• flx:<directory>

    Read from a FLUXCOPY stream, where <path> is the directory containing the stream files. Read only.

  • erase:

    Read nothing — writing this to a disk will magnetically erase a track. Read only.

  • testpattern:

    Read a test pattern, which can be written to a disk to help diagnosis. Read only.

  • au:<directory>

    Write to a series of .au files, one file per track, which can be loaded into an audio editor (such as Audacity) as a simple logic analyser. Write only.

  • vcd:<directory>

    Write to a series of .vcd files, one file per track, which can be loaded into a logic analyser (such as Pulseview) for analysis. Write only.

Image sources and destinations

FluxEngine also supports a number of file system image formats. When using the -i or -o options (for input and output), you can use any of these strings:

  • <filename.adf>, <filename.d81>, <filename.img>, <filename.st>, <filename.xdf>

Read from or write to a simple headerless image file (all these formats are the same). This will probably want configuration via the input/output.image.img.* configuration settings to specify all the parameters.

  • <filename.diskcopy>

Read from or write to a DiskCopy 4.2 image file, commonly used by Apple Macintosh emulators.

  • <filename.td0>

Read a Sydex Teledisk TD0 file image file. Note that only uncompressed images are supported (so far).

  • <filename.jv3>

Read from a JV3 image file, commonly used by TRS-80 emulators. Read only.

  • <filename.dim>

Read from a DIM image file, commonly used by X68000 emulators. Supports automatically configuring the encoder. Read only.

  • <filename.fdi>

Read from a FDI image file, commonly used by PC-98 emulators. Supports automatically configuring the encoder. Read only.

  • <filename.d88>

Read from a D88 image file, commonly used by various Japanese PC emulators, including the NEC PC-88.

FluxEngine is currently limited to reading only the first floppy image in a D88 file. When writing, a single unnamed floppy will be created within the image file.

The D88 reader should be used with the ibm profile and will override most encoding parameters on a track-by-track basis.

The D88 writer should likewise be used with the ibm profile in most circumstances as it can represent arbitrary sector layouts as read from the floppy.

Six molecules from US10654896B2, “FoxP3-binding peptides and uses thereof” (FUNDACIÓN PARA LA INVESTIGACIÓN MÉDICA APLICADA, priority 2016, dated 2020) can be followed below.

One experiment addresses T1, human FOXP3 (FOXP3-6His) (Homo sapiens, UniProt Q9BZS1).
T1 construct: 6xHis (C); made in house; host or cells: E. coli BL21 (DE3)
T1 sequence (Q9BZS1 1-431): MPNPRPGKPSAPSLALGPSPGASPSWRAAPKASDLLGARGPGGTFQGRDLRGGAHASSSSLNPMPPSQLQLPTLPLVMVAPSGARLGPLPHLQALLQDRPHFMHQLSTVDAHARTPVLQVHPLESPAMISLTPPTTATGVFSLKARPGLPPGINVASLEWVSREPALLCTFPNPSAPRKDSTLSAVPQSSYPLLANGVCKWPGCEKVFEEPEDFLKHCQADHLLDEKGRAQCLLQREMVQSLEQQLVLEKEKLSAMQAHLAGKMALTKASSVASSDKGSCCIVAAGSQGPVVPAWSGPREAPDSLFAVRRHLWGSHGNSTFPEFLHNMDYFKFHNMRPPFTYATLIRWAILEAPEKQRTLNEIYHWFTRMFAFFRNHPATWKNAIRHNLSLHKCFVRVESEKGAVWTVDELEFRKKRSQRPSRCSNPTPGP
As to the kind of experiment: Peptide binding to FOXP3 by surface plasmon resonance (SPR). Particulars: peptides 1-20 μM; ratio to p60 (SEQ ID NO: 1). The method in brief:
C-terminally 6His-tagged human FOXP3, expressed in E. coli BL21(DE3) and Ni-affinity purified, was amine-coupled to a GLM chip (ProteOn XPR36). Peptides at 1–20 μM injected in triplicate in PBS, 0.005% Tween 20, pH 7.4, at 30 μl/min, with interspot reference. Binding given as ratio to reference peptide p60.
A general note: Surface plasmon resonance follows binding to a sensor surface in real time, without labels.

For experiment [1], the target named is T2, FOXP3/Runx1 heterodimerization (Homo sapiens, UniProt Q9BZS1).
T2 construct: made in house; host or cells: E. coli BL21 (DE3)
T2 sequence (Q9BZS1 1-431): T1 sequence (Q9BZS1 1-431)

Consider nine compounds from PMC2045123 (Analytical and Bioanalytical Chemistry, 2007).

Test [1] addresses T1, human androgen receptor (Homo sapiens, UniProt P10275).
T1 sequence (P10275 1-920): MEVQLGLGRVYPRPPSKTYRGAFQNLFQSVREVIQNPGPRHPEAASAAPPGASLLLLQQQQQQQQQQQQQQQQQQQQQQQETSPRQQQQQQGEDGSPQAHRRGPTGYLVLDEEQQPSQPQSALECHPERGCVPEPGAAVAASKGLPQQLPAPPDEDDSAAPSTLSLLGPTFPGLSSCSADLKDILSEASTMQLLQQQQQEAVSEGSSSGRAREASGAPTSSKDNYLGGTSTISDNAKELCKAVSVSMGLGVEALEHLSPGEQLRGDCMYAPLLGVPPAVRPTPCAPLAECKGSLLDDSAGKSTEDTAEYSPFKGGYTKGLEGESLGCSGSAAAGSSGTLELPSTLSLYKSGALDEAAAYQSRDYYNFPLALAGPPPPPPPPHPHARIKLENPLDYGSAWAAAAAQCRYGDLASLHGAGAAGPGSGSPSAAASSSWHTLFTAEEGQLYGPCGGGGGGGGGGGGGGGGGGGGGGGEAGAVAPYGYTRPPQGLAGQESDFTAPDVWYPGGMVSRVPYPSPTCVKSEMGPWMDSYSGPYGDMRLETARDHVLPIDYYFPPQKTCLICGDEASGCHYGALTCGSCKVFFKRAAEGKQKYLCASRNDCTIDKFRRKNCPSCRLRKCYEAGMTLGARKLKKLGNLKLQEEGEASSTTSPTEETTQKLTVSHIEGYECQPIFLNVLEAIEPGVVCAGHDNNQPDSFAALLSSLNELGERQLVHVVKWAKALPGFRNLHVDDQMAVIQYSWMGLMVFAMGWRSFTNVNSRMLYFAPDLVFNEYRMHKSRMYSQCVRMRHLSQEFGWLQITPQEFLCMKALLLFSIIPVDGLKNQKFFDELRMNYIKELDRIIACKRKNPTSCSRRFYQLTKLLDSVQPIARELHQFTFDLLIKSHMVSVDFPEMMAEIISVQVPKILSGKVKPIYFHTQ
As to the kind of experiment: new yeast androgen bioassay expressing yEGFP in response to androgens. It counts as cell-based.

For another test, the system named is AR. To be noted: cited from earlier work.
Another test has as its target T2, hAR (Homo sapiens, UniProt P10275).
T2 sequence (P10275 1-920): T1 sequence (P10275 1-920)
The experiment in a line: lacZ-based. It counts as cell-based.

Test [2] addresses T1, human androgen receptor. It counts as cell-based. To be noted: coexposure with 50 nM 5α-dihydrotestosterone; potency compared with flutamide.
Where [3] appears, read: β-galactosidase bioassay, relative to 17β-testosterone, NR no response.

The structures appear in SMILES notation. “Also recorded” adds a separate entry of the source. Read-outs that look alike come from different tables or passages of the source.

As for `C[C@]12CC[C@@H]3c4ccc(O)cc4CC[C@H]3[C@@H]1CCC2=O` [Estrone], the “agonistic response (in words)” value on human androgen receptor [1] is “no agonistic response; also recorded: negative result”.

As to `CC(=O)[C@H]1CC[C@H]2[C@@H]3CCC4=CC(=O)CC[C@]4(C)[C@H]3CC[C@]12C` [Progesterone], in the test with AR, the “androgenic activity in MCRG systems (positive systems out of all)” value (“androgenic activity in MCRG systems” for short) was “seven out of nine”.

• <filename.imd>

Read from a imd image file, imd images are entire diskette images read into a file (type .IMD), it’s purpose is to recreate a copy of the diskette from that image. A detailed analysis is performed on the diskette, and information about the formatting is recorded in the image file. This allows ImageDisk to work with virtually any soft- sectored diskette format that is compatible with the PC’s type 765 floppy diskette controller and drives.

FluxEngine is able to read from and write to an imd image file.

The imd reader should mostly be used with the ibm profile or ibm deratives and will override most encoding parameters on a track-by-track basis.

The imd writer should likewise mostly be used with the ibm profile in most circumstances as it can represent arbitrary sector layouts as read from the floppy.

With options it is possible to add a comment for the resulting image when archiving floppies. By default imd images assume MFM encoding, but this can by changed by suppling the option RECMODE_FM.

  • <filename.nfd>

Read from a NFD r0 image file, commonly used by various Japanese PC emulators, including the NEC PC-98. Read only.

Only r0 version files are currently supported.

The NFD reader should be used with the ibm profile and will override most encoding parameters on a track-by-track basis.

  • <filename.ldbs>

Write to a LDBS generic image file. Write only.

  • <filename.d64>

Write to a D64 image file, commonly used by Commodore 64 emulators. Write only.

  • <filename.raw>

Write undecoded data to a raw binary file. Write only. This gives you the underlying MFM, FM or GCR stream, without actually doing the decode into user-visible bytes. However, the decode is still done in order to check for correctness. Individual records are separated by three \\0 bytes and tracks are separated by four \\0 bytes; tracks are emitted in CHS order.

High density disks